Soft drinks industry rejects criticisms of vitamin-enhanced water

By Mike Stones

- Last updated on GMT

Related tags Soft drinks Nutrition Coca-cola

Aussie watchdog is not impressed by vitamin waters which it says possess few health benefits
Aussie watchdog is not impressed by vitamin waters which it says possess few health benefits
Criticisms of vitamin-enhanced waters made by the Australian consumer watchdog Choice have been rejected by representatives of the European soft drinks industry.

The watchdog advised consumers to treat vitamin-enhanced waters “like any other sugary or artificial drink and enjoy only as an occasional treat.”

Such beverages might appear healthier alternatives to their store-fridge counterparts, but close inspection of the nutritional information reveals them to be “just cordials with a few added vitamins,​” it claimed.

But a spokesman for the British Soft Drinks Association told that: “Enhanced waters provide additional functionality with ingredients such as added vitamins, minerals or antioxidants. Enhanced waters provide people with an easy and convenient way to help get more of the nutrients they need each day – encouraging people to adopt a healthy balanced lifestyle​.”

Balanced diet

Enhanced waters can be consumed regularly but, like all soft drinks, should be consumed as part of a balanced diet, he added.

A spokeswoman for the Union of European Beverages Associations (UEBA) was unable to comment on Choice’s specific claims but said that European advertising rules should prevent misleading claims being made about the health properties of vitamin-enhanced waters.

Also UEBA has its own code of good practice covering beverage advertising, she added.

Choice highlighted the sugar content of such drinks claiming that a bottle of vitamin-enhanced water provides about 5g of sugar and 90kJ per 100mL. “Fruit juice contains about 8g of sugar and 150kJ per 100mL, so the enhanced water looks pretty good on a per-100mL basis. But fruit juice – with a recommended serving of 125mL-250mL – usually comes in a 200mL-375mL bottle, whereas enhanced waters come in 500mL and 600mL bottles intended for a single serve,” ​it said.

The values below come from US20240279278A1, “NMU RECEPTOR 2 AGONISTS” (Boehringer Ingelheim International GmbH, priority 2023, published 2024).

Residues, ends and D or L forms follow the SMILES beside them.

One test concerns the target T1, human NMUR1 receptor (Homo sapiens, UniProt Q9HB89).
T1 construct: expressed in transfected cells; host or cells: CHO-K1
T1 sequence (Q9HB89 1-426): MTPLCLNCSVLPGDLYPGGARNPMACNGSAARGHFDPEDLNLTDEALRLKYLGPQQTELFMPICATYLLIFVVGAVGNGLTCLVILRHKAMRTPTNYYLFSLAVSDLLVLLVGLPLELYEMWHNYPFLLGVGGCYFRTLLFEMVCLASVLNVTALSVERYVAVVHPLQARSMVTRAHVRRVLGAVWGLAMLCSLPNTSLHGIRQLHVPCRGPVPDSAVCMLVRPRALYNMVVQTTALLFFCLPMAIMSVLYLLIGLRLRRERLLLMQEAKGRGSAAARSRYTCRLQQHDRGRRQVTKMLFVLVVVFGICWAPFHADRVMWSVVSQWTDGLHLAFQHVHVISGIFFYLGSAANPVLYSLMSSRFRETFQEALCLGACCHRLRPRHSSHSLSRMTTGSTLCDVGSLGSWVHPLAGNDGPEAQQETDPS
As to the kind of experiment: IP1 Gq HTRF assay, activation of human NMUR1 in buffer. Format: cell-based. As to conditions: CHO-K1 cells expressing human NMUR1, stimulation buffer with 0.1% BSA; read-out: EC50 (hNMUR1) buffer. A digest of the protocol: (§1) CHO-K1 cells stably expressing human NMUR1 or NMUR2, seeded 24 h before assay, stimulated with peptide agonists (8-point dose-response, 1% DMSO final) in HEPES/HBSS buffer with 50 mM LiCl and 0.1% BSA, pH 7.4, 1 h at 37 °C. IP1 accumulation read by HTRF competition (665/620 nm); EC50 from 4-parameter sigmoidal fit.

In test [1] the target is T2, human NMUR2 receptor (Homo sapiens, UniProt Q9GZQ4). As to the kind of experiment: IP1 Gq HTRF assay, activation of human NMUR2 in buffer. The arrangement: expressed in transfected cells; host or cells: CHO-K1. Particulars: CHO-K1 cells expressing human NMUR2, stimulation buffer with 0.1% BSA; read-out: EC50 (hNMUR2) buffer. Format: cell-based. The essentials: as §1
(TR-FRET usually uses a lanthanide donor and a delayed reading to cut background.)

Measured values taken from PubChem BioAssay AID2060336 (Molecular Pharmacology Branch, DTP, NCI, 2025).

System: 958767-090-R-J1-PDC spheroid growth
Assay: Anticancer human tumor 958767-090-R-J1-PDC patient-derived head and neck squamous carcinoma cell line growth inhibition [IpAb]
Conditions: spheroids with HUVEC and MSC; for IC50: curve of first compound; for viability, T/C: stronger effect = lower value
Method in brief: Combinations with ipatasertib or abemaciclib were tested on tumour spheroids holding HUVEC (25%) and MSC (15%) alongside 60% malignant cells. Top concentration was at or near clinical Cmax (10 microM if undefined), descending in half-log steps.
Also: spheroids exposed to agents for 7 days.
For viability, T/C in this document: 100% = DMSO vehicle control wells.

Although some companies produce low-calorie and sugar-free versions of enhanced waters, which solves the sugar concern, but there are better ways to get your nutrients, it said. “A small apple provides antioxidants equivalent to about 1500mg of vitamin C – a lot more than the 25mg in a bottle of Spring Valley Smart Water Goji & Wildberry, which claims to contain antioxidants​.”

Acknowledging that nutrient-enhanced water is now a booming industry, Choice said but questioned the marketing campaigns associated with some brand such as the Coca-Cola Company’s Glacéau. It uses “names, graphics and packaging to convey an impression of healthiness,” ​it said.

A Coca-Cola spokesperson told NutraIngredients: "The Coca-Cola Company is committed to providing factual, meaningful and understandable information about all of our products. All of our labels are in compliance with FSANZ (Food Standards Australia & New Zealand) regulatory requirements.

“In 2010, after listening to our consumers here in Australia, we rolled out a new low calorie formulation across the glaceau vitaminwater range, in which the kilojules have been reduced per 500mL bottle to under 395kj (or under 95 calories). Glaceau vitaminwater is a great tasting and refreshing drink with vitamins and other nutrients​".


Meanwhile, last year Mintel GMN​ reported evidence to suggest that switch to bottled water is at the expense of carbonated soft drinks as “a more permanent lifestyle choice​.”

Related topics R&D Soft drinks

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